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Bewildering Stories

Simon R. Green, The Man with the Golden Torc

reviewed by Danielle L. Parker

The Man with the Golden Torc
Author: Simon R. Green
Publisher: Roc, June 2007
Hardcover: 393 pages
ISBN-13: 978-0-451-46145-2
If I had to create a Simon R. Green alphabet, we would start, of course, with A for Action (although it could equally be A for Attitude, or A for Anti-Establishment), B for Bam! onward to W for Wham! and, of course, Z for Zombies.

You might gather from this (especially if you’ve read Green’s unique and somewhat better Nightside series) that there’s plenty of slash, smash, crash, and burn in his work. His heroes have not just a chip on their muscular shoulders, but a whole mountain. They’re always rebels. That’s because whatever represents the Establishment in Green’s novels is always hypocritical and hollow, masquerading as Good while in fact thoroughly Bad. The Bad Guys in Green’s novels are really the Good Guys. Are you confused yet?

Green can, of course, carry this Good-is-Bad, Bad-is-Good switch much too far. In The Man with the Golden Torc, we have Jack the Ripper (I ask you, Jack the Ripper?!) fighting on the side of the Good Guys. I should say, old Jack fights for the Bad Guys who are really the Good Guys. I’m afraid this didn’t just stretch my envelope of belief. It burst the molecular structure of it into ten thousand little pieces. Jackie Boy, I never knew you were so sadly misunderstood. You’re just a poor lonely laddie who likes to play with entrails.

But Green’s enthusiastic embrace of the oddball, the bizarre, and the misunderstood rebel aside, his books are usually fun. They mix wildly colorful characters with black humor and horror; attitude with action; irreverence (downright blasphemy, even) with a rather touching affection for the iconoclastic rebel. The heroes are really romantics masquerading as cynics. They come right in the end, in spite of the company they keep (though I advise Eddie Drood, the hero of The Man with the Golden Torc, to stay away from Jack in sequels).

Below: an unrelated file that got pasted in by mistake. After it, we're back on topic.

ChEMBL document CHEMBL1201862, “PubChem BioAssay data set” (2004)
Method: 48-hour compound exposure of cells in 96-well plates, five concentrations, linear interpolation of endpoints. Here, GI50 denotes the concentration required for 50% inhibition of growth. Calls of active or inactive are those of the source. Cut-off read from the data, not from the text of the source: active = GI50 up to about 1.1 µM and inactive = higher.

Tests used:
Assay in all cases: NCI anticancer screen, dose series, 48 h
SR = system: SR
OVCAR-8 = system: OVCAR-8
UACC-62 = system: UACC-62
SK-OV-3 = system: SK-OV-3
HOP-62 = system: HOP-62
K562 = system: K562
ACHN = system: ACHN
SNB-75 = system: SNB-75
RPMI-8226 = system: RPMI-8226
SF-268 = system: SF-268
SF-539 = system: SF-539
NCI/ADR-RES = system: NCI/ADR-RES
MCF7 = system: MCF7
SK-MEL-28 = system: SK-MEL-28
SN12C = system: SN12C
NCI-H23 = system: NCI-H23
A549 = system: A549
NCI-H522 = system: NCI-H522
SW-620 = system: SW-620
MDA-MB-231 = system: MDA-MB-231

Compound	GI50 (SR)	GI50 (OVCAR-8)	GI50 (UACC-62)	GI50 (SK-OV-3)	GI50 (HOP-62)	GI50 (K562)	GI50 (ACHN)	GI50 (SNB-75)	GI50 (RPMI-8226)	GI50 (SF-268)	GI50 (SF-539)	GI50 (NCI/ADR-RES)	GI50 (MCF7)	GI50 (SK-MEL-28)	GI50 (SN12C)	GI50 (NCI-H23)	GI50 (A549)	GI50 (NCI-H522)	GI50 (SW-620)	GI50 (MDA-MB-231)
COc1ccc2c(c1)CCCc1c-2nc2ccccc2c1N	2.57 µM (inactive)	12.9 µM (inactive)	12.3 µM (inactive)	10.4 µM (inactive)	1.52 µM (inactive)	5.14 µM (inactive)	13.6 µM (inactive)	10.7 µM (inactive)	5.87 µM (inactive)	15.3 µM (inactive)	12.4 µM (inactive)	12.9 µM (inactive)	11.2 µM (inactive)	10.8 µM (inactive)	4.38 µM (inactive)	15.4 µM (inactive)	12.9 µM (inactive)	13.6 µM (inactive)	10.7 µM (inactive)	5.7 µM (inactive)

As the story opens, we find Eddie, scion and agent of the Drood (deriving from “Druid”) family, doing his job. His job, and the self-appointed mission of the whole family since time immemorial, is Smash Bad Guys. Of course, Eddie loooves his work.

Eddie’s a bit of a rebel as the book opens, but not much of one (he is fond of clothes that say Attitude, like leather jackets, but that’s about it. Why not safety pins in the nose, and pink mohawks, I ask you? As I said, his heart isn’t really into the rebel deal, at least not yet). In fact, when the Drood Matriarch says Here’s One for Smashing, Eddie goes right out without question and does the deed. Mommy Drood must know best. Bam! Wham! SMASH! Eddie’s got plenty of fancy toys to help with the job, and of course, there’s always the Drood super weapon: a gold torc that can turn into golden Super Armor.

But something goes terribly wrong in Eddie’s fashion-rebel world. He’s set up for an ambush while supposedly transporting a precious family heirloom, a mystic supernaturally powered diamond called the Soul of Albion, to a safe place. Everything but the kitchen sink tries to whack him en route. He has to fight off the whole caboodle: elves and dragons, UFOs, CARnivores (cars gone feral), and... well, there’s too long of a list to mention here. More bam, wham, smash. Eddie finds out it was all a trick anyway — he was never given the diamond. The box is EMPTY!

Without a doubt, Eddie’s on the official Drood Bad Guys list. Now’s he’s a real rebel, not just a leather jacket one. Drood Mommy won’t say what made him the black sheep, and his super-agent, Bondian-cool Uncle’s gunning for him, as well as various spiteful cousins.

What’s Eddie to do? He turns to the Bad Guys for help (Jack, a witch, a sort of neo-fascist lot, and other colorful characters). What deep, dark, dirty secret is the Family hiding? (Remember, the Establishment ALWAYS has a deep, dark, dirty secret in a Green novel). Is there a traitor in the Family? Has Eddie been on the wrong side all along? Did he really misunderstand poor lonely Jackie?

It comes right in the end, of course. You know that. In fact, if you’ve read Green’s Nightside series, you just about know from page one how this is going to work out: the author has his fixations. But the ride’s still wild enough to be fun. Get on board!

Copyright © 2008 by Danielle L. Parker

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